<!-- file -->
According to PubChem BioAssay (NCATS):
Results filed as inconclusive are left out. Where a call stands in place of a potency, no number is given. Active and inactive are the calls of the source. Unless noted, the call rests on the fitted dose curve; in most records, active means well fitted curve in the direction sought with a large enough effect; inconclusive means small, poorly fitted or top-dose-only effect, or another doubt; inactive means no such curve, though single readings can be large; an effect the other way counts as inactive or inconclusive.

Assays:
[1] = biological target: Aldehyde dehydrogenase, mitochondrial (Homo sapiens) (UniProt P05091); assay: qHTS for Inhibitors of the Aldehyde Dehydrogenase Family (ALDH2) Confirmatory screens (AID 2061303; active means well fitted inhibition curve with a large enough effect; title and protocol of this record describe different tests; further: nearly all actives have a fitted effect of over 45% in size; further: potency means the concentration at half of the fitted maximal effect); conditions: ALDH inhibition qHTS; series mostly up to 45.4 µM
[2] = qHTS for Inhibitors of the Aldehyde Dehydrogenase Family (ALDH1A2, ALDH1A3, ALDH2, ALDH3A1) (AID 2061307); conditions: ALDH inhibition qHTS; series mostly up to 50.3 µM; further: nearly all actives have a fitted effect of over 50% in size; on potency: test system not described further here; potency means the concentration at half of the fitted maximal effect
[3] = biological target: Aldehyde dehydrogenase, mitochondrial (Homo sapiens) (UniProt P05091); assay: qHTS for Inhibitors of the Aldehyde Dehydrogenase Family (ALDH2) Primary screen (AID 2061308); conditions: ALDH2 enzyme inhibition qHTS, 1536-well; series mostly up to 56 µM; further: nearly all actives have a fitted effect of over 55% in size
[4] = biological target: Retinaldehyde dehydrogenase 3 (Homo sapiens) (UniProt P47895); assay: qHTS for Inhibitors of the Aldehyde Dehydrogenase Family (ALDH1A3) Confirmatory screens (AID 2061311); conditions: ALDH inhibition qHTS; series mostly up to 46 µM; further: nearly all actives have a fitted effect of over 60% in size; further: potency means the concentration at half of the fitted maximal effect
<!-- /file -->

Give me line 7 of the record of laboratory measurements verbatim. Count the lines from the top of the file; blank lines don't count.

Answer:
[4] = biological target: Retinaldehyde dehydrogenase 3 (Homo sapiens) (UniProt P47895); assay: qHTS for Inhibitors of the Aldehyde Dehydrogenase Family (ALDH1A3) Confirmatory screens (AID 2061311); conditions: ALDH inhibition qHTS; series mostly up to 46 µM; further: nearly all actives have a fitted effect of over 60% in size; further: potency means the concentration at half of the fitted maximal effect